Tetlock found that the ‘fox’ personality type was a better predictor than the ‘hedgehog’ type. (See also “Why Foxes Are Better Forecasters Than Hedgehogs”, 2007)
In the first part of the talk, I linked neuroscience to epistemology by equating a physicalist description of how the brain works in terms of the simultaneous combined effects of:
- The horizontal ‘pushing-together’ process in order to formulate an opinion, and
- The vertical ‘pulling-together’ process across the many levels of hierarchy, linking predictive models to the outside environment.
with the ‘foundherentist’ position within epistemology, that being an ongoing process of the combination of:
- a (horizontal) coherence with other knowledge
- a (vertical) correspondence with evidence
It is the simultaneous horizontal/vertical pushing/pulling that builds up a coherent view that corresponds to the external environment.
It’s a balancing act. If we steer too much towards coherence, we risk formulating ideologies that bear no resemblance to reality. If we steer too much towards correspondence, we risk our knowledge being a jumbled hypocritical mess. This looks rather like the distinction between ‘hedgehogs’ and ‘foxes’. The ‘hedgehogs’ rely too much on coherence. I can’t go as far as saying that ‘foxes’ rely too much on correspondence, only that they are less biased towards coherent ideologies and this allows them to make (slightly) better predictions.
20. Changing your Mind
So from the above, ‘Hedgehog’ personality types can be viewed as valuing increasing coherence at the expense of correspondence. The world of Academia can be seen as an ‘array’ of hedgehogs (this being the collective noun for them) as, frequently, academic originality is to be preferred over truth. Note that this individual disregard for truth may actually be a good thing. Whilst a solitary ‘fox’ might outperform a single ‘hedgehog’, this might well not scale to groups. An array of ‘hedgehogs’ is likely to throw up a more diverse range of ideas to explore than a ‘skulk’ of ‘foxes’ will, which will serve the group better.
There is something within us that wants to pull our ideas together to create some greater understanding, some greater ‘truth’. And in doing so, it will distance itself from the views of others that have had different experiences, particularly in their ‘formative years’.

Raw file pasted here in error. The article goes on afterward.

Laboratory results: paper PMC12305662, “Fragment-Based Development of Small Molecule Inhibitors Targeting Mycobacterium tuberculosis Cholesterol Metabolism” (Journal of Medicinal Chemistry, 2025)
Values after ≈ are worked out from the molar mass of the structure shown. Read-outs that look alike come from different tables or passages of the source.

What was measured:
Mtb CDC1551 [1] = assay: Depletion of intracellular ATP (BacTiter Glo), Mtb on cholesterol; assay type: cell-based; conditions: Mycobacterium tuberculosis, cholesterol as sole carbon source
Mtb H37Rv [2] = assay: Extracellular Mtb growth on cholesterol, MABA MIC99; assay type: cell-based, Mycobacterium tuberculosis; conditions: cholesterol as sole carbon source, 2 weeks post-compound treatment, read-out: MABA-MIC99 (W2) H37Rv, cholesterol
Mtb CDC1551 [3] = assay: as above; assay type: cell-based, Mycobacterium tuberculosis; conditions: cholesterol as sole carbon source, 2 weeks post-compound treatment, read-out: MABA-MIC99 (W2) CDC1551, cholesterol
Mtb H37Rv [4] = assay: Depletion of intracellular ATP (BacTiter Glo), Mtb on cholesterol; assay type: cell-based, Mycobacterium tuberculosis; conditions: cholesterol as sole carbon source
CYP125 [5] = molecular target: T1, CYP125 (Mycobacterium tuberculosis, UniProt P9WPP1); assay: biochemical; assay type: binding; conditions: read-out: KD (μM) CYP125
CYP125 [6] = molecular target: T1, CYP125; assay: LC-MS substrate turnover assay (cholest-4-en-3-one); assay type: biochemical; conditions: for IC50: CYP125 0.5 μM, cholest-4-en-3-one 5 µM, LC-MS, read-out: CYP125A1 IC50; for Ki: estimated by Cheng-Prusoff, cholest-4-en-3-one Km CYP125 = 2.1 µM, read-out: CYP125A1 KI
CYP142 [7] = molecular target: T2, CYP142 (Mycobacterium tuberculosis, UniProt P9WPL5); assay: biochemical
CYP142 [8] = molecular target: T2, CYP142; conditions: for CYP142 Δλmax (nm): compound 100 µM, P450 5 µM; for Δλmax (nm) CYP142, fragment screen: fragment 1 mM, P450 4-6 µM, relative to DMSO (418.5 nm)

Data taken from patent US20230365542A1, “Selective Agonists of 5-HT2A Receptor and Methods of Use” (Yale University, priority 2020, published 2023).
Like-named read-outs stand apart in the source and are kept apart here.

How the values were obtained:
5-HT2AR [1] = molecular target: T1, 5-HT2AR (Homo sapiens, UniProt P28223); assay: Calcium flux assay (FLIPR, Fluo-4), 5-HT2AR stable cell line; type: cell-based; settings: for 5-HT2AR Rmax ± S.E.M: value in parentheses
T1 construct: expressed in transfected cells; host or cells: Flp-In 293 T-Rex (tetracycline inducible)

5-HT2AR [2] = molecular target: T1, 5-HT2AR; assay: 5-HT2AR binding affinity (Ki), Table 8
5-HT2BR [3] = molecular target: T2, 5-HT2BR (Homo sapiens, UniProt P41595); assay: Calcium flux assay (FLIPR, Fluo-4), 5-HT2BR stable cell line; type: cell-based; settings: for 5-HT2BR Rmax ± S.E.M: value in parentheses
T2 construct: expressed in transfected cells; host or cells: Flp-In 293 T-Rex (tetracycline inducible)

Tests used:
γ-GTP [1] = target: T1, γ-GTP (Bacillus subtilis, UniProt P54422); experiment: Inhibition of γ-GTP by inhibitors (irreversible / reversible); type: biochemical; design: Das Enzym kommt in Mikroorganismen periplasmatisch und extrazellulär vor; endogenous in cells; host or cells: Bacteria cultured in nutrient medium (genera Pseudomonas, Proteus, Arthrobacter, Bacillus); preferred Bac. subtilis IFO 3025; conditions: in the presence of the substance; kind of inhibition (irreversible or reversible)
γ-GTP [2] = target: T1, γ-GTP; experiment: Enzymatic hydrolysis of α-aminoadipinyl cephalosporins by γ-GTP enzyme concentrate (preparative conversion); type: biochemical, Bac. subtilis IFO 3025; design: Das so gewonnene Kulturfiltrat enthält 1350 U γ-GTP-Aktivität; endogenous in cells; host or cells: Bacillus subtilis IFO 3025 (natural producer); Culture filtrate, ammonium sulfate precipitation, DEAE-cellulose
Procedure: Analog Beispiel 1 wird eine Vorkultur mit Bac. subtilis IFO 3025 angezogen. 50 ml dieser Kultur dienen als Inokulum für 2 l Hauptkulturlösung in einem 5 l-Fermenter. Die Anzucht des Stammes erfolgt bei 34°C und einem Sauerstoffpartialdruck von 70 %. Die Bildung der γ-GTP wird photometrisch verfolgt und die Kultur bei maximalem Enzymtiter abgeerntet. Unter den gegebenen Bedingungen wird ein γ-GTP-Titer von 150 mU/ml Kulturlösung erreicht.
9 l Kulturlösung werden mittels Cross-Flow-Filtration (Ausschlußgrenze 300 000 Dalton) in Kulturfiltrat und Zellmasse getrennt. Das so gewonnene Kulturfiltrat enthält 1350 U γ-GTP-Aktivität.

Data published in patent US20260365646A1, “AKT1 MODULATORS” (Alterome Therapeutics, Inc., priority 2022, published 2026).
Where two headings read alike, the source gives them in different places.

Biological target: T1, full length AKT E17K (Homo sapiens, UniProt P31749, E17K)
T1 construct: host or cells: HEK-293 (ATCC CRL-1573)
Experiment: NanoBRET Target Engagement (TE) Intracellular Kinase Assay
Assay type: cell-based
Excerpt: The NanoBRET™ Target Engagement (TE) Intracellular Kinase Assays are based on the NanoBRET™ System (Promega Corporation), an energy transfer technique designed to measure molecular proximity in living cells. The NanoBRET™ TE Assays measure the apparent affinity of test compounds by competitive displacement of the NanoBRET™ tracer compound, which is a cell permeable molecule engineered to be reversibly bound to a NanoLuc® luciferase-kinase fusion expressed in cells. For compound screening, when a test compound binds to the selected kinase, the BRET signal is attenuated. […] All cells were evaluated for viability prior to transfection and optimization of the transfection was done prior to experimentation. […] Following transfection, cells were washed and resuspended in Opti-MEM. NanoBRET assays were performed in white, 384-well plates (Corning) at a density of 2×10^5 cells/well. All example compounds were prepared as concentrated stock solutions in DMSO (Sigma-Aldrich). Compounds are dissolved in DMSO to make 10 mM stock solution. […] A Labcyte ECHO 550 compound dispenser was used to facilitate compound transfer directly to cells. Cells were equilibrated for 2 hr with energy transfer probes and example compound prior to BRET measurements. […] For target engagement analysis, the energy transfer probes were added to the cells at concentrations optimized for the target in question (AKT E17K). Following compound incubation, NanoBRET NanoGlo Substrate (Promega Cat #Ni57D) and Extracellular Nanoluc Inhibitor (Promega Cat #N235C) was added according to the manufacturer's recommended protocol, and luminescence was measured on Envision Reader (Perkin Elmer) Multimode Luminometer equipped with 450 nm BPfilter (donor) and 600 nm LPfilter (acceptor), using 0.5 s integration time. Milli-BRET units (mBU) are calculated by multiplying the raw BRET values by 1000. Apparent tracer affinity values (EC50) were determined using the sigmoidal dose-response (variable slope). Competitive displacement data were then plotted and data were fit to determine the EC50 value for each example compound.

In an epistemological as well as biological sense, we are living beings. Knowledge within us grows. But this necessarily entails long-term cognitive biases. And cognitive biases are apparent even in short time scales (‘anchoring’). When we are presented with new information that does not fit with our previous experience, we will tend to reject it. It is incommensurate. And this is exacerbated by the reduced plasticity of the brain as we age. As individuals, we have limits on how much we can change our mind.
We have to accept that we are far from perfectly rational beings (in an idealized/mathematical/logical sense). Why should we be? If we accept we are evolved, we must accept that we only need to have been effective (and for humans, we need only be effective in groups). Each of us is a walking, talking toolbox of pragmatic, cognitive tricks, with many of them acting below our consciousness. We were not designed to be a homo economicus; we evolved to be able to react appropriately to immediate circumstances.
There is the well-known quote, normally attributed to John Maynard Keynes but almost certainly not originating from him:
“When the facts change, I change my mind. What do you do, sir?”
This sounds so reasonable! Why would we do otherwise? Of course, the difficulty is in accepting that the facts have changed; that the new facts are valid.
21. Between White and White
A better quotation is called for, to reflect the real problem.
The tragedy of human communication is that what I say is not what you hear.
What I say has meaning bound up in both the explicit words of what I say and the tacit knowledge on which it is founded. The words you hear get interpreted in terms of the tacit knowledge on which they are founded in your head.
Your received meaning is not the same as my transmitted meaning.
in order to convey….
meaningme = explicit + tacitme
And you hear:
…and your interpretation of what I say:
meaningyou = explicit + tacityou
tacitme ≠ tacityou
meaningme ≠ meaningyou
This is different from the engineered applications of Shannon’s Communications Theory such as mobile phone or internet communications, where there is no ambiguity in the meaning of the message and hence no difference between the meaning transmitted and the meaning received. And the ambiguity in human communication isn’t just because we are frequently too brief in the number of words we use which acts against helping to ensure that the communicated message has been received correctly.
(This reminds me of the networking geek joke…“A TCP/IP packet walks in to a bar and says “I want a beer”. The barman says “you want a beer?” and TCP/IP packet says “yes, a beer”.)
This human tragedy is best summarized by Jacques Ranciere (in ‘Disagreement: Politics and Philosophy’, 1998):
“Disagreement is not the conflict between one who says white and another who says black. It is the conflict between one who says white and another who also says white but does not understand the same thing by it.”